Never had no store-bought computer before. All my computers since about 1985 have been hand-me-downs. They include: a Radio Shack TRS 80, a couple of desktops, one Mac, then another Mac that put me to where I was a year ago; Looking to actually buy my first computer.
This story about my hate/hate relationship with computers started in college in the early 1970s. Our teacher was trying to teach her students Fortran or Cobol programming, but without an actual book with words on pages that would have actually taught technophobes like me. While most of the students were taking their stacks of punch-cards to the computer lab to add 2+2, I was struggling to figure out how the danged key-punch machine worked.
In the mid-1980s, I bought a $400 printer from Radio Shack in Glenwood. Turned out the printer didn’t work with my Radio Shack computer.
In the mid-1990s, I took that decommissioned TRS 80 out to the Westbank Road and blasted it with a 20-gauge shotgun, after a failed attempt to learn PageMaker (AKA “Rage Maker”) at the old Valley Journal newspaper. It was visceral to feel the gun’s recoil and hear the blast. The thick screen shattered into thousands of diamond-like pieces.
When my hand-me-down iPhone shattered upon impact on a tile floor a year ago, I went to the AT&T store for a replacement. I assumed all cell phones started at about $500 and ended up buying the X because of the camera. I am now much more proficient operating the camera than the actual $1,100 iPhone X, and have also become addicted to Facebook.
At first, I was going to buy a GoMacPro or something like that, mostly because a friend has one and I figured she could show me how to use it. Two incidents ended up steering me to an HP Pavilion: I foolishly thought that Word wouldn’t work on a GoMacPro,: and a roommate told me that for my needs, the HP sounded like the way to go.
Early on, I decided to buy “The Thing” in an actual store rather than online, which led me to Walmart and the nearby Office Depot in Glenwood Springs. I knew I had to confront the beast in person and pet it. I made several visits to each store, first to visually see the unit and later to actually touch it, read the information about it on those little info sheets, plink the keys, then drive home and procrastinate some more.
Office Depot won my business. The old sales guy at Walmart was helpful but the computers are shackled to the counter and aren’t even turned on. At Office Depot, the computers are on and people can click the keys, although I was not sure whether what was coming up on the HP screen was the real deal or a sales pitch. Office Depot is sneaky, however. During my first trips to OD, I checked out the HP Envy. Only after visit number three did I realize the HP Pavilion sat two computers down; OD puts an entirely different brand and color of computer between the two HPs, I guess to discourage one-to-one comparisons.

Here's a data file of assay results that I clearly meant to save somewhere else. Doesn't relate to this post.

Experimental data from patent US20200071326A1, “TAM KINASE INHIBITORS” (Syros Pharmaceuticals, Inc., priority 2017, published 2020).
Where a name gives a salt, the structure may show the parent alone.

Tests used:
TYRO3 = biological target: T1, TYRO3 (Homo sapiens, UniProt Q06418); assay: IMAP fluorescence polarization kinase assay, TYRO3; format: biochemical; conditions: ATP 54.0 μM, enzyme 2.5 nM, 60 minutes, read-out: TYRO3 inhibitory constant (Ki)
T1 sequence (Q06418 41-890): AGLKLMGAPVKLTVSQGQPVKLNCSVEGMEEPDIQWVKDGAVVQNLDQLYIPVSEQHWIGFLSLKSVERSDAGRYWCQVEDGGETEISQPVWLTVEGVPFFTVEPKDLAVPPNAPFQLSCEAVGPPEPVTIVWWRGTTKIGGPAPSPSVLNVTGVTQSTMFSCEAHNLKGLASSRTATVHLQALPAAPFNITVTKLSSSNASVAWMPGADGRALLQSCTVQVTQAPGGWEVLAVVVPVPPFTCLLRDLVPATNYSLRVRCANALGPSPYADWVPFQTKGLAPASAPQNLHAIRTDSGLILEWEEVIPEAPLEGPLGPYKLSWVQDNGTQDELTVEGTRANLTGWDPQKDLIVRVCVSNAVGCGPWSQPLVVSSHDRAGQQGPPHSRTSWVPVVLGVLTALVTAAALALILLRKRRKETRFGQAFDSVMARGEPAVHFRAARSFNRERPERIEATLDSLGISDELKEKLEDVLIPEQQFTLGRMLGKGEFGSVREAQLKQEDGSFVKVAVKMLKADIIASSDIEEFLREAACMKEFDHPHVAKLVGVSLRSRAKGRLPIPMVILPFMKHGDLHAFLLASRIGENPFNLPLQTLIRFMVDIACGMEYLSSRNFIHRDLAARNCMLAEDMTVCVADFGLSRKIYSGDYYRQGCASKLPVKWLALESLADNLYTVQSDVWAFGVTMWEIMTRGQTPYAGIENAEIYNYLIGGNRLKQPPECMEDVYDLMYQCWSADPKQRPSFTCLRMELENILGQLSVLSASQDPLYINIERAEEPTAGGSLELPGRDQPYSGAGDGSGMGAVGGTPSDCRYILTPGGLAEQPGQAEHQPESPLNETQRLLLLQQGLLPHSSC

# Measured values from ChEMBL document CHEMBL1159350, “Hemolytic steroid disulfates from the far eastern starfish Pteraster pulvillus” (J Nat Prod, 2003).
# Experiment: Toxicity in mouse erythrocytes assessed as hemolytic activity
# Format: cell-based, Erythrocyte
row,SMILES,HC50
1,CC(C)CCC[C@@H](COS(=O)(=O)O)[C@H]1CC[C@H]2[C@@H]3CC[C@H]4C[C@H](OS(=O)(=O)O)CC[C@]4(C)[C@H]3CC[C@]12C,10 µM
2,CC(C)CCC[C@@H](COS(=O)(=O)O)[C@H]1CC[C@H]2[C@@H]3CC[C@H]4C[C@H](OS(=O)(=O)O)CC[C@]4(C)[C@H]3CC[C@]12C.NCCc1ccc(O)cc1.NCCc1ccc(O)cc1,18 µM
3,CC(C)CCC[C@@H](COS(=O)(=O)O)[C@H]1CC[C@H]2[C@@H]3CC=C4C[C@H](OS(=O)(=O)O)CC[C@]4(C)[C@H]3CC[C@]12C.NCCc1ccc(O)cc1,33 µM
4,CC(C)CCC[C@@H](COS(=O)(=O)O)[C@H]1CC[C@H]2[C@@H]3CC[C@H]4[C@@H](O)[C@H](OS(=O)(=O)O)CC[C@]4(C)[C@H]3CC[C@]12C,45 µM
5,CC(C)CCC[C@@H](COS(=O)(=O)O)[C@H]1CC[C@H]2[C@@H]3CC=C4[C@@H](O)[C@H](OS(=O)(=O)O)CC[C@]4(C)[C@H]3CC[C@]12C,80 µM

On OD visit number four or five, I actually asked for someone to answer questions. Out came a friendly, thin, young guy with colorful tattoos on his arms and a nose ring. I confessed to him I’m a computerphobic, “hate it all” and am really ignorant about “this stuff.”
The Pavilion, which I ended up buying, was about $130 less than the Envy. The only difference I could see, was the Pavilion didn’t have fingerprint recognition but the screen was bigger. “What’s the deal?” I asked. I always thought you have to pay more for bigger because it’s better. The young man explained that in the computer world, you pay more for smaller. Who knew? Not me.
On my final visit to Office Depot, a different young guy with an equal number of tattoos but not a nose ring hooked me up. He wrote out exactly what I was buying in the “bundle” so I said, “Let’s do it” and we did.
Picked up the thing the next day and took it home. As of this writing, I still haven’t actually turned it on to see whether I can work it. My shotgun is buried somewhere in my storage unit, but why set myself up for another such episode, right? But I am screwing up my courage to start learning how to operate my new machine and am fairly confident my next column will be written on my very own store-bought computer.
(P.S. – Thanks to the CMC Spring Valley library for being open in the summer).
Lynn Burton is a semi-retired newspaper guy, living in Carbondale.